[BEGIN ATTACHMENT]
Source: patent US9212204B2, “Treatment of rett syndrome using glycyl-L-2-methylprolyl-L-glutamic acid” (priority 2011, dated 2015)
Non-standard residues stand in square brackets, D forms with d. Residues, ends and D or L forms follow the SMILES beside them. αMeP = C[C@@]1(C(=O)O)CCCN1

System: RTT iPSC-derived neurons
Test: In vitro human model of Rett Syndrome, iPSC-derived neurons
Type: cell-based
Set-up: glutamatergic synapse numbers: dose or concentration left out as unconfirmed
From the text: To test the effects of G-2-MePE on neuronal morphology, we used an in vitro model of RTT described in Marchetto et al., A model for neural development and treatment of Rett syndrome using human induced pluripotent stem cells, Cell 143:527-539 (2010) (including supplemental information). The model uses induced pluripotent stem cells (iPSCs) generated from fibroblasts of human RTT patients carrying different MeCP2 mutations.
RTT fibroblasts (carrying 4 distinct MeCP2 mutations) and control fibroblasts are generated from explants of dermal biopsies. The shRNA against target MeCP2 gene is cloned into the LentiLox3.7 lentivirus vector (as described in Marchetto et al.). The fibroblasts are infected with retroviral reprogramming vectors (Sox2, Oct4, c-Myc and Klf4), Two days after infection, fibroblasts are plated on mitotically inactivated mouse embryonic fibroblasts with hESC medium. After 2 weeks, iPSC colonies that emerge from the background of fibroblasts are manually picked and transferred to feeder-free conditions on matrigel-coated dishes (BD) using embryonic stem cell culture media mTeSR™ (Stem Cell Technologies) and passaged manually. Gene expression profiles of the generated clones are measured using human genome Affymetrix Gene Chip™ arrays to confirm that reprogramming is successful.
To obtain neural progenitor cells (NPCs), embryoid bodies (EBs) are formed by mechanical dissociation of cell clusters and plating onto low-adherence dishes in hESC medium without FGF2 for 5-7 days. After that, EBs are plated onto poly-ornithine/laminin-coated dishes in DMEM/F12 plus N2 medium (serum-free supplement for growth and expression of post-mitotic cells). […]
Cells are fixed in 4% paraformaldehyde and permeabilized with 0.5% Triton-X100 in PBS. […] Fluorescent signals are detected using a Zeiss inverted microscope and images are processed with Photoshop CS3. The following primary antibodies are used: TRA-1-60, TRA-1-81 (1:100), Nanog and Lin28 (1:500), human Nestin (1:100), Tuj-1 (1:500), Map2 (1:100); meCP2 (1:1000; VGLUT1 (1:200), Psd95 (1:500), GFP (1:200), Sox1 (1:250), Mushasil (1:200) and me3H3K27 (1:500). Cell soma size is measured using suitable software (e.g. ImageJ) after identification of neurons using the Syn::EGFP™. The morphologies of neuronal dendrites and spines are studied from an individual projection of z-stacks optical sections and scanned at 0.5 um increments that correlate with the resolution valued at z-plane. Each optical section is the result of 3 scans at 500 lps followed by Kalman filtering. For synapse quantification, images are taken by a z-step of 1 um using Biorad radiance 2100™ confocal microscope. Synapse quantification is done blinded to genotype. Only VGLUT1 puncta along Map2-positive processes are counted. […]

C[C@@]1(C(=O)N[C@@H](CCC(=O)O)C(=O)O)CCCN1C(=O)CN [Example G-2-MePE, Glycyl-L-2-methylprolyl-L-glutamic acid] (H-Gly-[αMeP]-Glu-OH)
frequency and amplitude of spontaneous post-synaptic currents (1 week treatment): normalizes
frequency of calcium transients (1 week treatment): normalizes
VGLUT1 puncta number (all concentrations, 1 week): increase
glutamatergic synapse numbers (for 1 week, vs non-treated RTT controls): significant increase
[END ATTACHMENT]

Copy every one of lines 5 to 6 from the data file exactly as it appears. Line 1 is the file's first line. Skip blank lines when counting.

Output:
Type: cell-based
Set-up: glutamatergic synapse numbers: dose or concentration left out as unconfirmed